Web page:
(Fred Cavayé, 2010)
Cavayé is brutally efficient in his storytelling. Point Blank is a brisk 84 minutes, and within 15 minutes of its hectic opening scene, everything is set up, each character established, the plot already motoring along. His style is correspondingly lacking in frills, almost perfunctory. There is no poetry here - a single tableau of a car against the fragile light of dawn seems almost shocking for its ostentatious beauty - but then Cavayé tells stories of a world without poetry, a cold, urban world, a violent world of fear and close death, a world of crooked cops, desperate innocents and cynical criminals. He tells those stories well.
Here he focuses on Samuel (Gilles Lellouche), an auxilliary nurse who has the bad luck to work on the ward where a gangster (Roschdy Zem) is recovering after an accident. When his gang kidnap Samuel's pregnant wife and threaten to kill her unless Samuel can get the man out of hospital, he finds himself on the run from both the police and some criminals, and forced into a strange alliance with his erstwhile patient.
When the opening shot depicts a man with a gunshot wound bursting through a door as he flees a couple of gunmen, you can guess that pace is going to be important to the way a film functions, and Point Blank is unrelentingly pacy. Cavayé is great at establishing characters in short scenes with a few lines of dialogue and some expressions and nuances which inform our immediate understanding of how the relationship dynamics work, and so we care about Lellouche's Samuel after a couple of scenes showing us the warmth of his relationship with his Spanish wife (Elena Anaya) and professionalism and humour at work. And we need to care about him as so much of the success of the film will depend on an audience desperately hoping that he gets away.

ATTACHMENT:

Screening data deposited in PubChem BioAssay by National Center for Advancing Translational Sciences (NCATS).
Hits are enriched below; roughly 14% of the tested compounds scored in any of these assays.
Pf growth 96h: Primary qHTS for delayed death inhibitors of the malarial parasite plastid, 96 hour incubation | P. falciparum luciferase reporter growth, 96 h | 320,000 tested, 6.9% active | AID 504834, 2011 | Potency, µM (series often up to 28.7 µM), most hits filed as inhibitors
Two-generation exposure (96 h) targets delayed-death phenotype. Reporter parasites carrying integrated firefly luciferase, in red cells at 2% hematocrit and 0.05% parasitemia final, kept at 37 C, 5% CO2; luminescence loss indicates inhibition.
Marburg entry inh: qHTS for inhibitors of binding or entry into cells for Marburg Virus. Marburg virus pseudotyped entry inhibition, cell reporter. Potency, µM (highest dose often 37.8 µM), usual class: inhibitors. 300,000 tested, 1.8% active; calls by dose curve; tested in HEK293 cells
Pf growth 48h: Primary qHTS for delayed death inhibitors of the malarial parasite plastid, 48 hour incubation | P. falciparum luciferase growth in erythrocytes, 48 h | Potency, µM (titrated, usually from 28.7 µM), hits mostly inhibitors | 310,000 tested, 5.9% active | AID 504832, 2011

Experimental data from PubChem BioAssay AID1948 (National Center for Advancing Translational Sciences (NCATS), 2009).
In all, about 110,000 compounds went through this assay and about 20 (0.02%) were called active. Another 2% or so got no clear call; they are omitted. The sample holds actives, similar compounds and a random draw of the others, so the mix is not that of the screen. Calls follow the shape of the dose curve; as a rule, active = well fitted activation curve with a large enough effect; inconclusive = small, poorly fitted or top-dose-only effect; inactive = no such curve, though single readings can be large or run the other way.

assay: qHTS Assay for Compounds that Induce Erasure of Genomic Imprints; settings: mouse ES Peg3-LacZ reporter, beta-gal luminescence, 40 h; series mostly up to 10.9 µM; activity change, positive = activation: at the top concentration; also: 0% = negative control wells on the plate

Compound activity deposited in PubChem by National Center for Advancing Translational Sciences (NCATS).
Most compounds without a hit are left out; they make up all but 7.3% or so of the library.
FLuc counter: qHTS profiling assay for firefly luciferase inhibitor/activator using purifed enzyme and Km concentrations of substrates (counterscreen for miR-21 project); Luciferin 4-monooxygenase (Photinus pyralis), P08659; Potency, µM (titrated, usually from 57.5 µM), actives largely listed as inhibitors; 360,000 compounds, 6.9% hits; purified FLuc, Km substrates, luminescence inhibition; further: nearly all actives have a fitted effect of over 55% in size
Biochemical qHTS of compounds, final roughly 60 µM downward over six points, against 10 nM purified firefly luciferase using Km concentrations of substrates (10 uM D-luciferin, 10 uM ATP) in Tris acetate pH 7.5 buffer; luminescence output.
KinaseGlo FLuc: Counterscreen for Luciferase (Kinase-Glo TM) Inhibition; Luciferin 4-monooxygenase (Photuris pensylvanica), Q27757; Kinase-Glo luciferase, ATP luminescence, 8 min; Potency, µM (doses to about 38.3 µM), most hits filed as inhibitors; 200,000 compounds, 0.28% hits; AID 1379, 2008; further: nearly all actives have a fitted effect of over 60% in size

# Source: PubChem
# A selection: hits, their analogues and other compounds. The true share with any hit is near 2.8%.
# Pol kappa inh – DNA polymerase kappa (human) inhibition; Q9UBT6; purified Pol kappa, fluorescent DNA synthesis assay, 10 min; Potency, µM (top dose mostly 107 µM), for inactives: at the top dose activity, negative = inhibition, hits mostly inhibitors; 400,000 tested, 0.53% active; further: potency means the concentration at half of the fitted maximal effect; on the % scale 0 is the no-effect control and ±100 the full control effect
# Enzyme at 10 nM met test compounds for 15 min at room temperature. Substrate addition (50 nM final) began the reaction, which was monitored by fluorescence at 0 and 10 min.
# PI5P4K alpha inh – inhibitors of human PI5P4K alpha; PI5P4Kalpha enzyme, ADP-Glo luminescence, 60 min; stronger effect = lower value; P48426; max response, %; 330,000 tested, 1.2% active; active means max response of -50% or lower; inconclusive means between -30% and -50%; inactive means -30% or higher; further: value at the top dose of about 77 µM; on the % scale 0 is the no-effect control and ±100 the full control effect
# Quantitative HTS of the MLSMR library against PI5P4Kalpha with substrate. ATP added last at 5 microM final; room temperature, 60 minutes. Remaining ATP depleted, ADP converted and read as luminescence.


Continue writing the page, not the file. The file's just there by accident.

It helps of course that Lellouche is such a fine everyman. In sharp contrast to the unflappably cool Roschdy Zem, he seems truly tested by his ordeal, and the actor portrays his panicked determination and essential vulnerability with casually truthful believability, not least after the central action sequence, a long chase on foot through the Paris Metro, which ends with him vomiting in the street. That sequence works well, but Cavayé's blandly anonymous style and Klaus Badelt's usual Zimmer-aping score make it and a few other set-pieces feel very much like the kind of thing we see regularly in Hollywood cinema. That wouldn't be a problem if Cavayé's narrative skills weren't so singularly spartan and muscular.
But as it is, this effective thriller feels like it could and perhaps should be a bit more than that; if it was Korean, for instance, it would certainly have a distinctive style that would be instantly recognisable and different from anything still offered by American commercial cinema. Cavayé settles for a Hollywood approach to a Hollywood-style story, and that seems a bit of a shame to this viewer.